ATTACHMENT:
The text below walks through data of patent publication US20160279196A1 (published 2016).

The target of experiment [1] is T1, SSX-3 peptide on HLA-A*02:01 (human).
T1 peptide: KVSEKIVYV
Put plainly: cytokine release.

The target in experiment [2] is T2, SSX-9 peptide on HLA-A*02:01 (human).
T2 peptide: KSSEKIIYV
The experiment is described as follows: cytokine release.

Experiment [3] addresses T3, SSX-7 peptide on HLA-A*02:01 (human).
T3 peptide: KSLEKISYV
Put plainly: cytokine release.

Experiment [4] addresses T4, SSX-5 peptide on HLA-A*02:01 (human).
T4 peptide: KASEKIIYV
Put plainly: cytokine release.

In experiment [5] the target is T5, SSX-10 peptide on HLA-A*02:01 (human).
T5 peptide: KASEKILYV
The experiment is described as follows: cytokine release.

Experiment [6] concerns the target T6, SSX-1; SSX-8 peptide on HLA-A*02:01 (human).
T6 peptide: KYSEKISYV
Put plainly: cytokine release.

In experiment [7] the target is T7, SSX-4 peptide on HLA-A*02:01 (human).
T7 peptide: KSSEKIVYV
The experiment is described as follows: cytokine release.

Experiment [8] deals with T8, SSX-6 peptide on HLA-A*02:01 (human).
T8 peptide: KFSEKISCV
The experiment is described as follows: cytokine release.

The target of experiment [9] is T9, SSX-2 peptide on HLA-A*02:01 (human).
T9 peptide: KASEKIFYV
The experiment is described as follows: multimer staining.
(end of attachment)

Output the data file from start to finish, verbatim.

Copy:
The text below walks through data of patent publication US20160279196A1 (published 2016).

The target of experiment [1] is T1, SSX-3 peptide on HLA-A*02:01 (human).
T1 peptide: KVSEKIVYV
Put plainly: cytokine release.

The target in experiment [2] is T2, SSX-9 peptide on HLA-A*02:01 (human).
T2 peptide: KSSEKIIYV
The experiment is described as follows: cytokine release.

Experiment [3] addresses T3, SSX-7 peptide on HLA-A*02:01 (human).
T3 peptide: KSLEKISYV
Put plainly: cytokine release.

Experiment [4] addresses T4, SSX-5 peptide on HLA-A*02:01 (human).
T4 peptide: KASEKIIYV
Put plainly: cytokine release.

In experiment [5] the target is T5, SSX-10 peptide on HLA-A*02:01 (human).
T5 peptide: KASEKILYV
The experiment is described as follows: cytokine release.

Experiment [6] concerns the target T6, SSX-1; SSX-8 peptide on HLA-A*02:01 (human).
T6 peptide: KYSEKISYV
Put plainly: cytokine release.

In experiment [7] the target is T7, SSX-4 peptide on HLA-A*02:01 (human).
T7 peptide: KSSEKIVYV
The experiment is described as follows: cytokine release.

Experiment [8] deals with T8, SSX-6 peptide on HLA-A*02:01 (human).
T8 peptide: KFSEKISCV
The experiment is described as follows: cytokine release.

The target of experiment [9] is T9, SSX-2 peptide on HLA-A*02:01 (human).
T9 peptide: KASEKIFYV
The experiment is described as follows: multimer staining.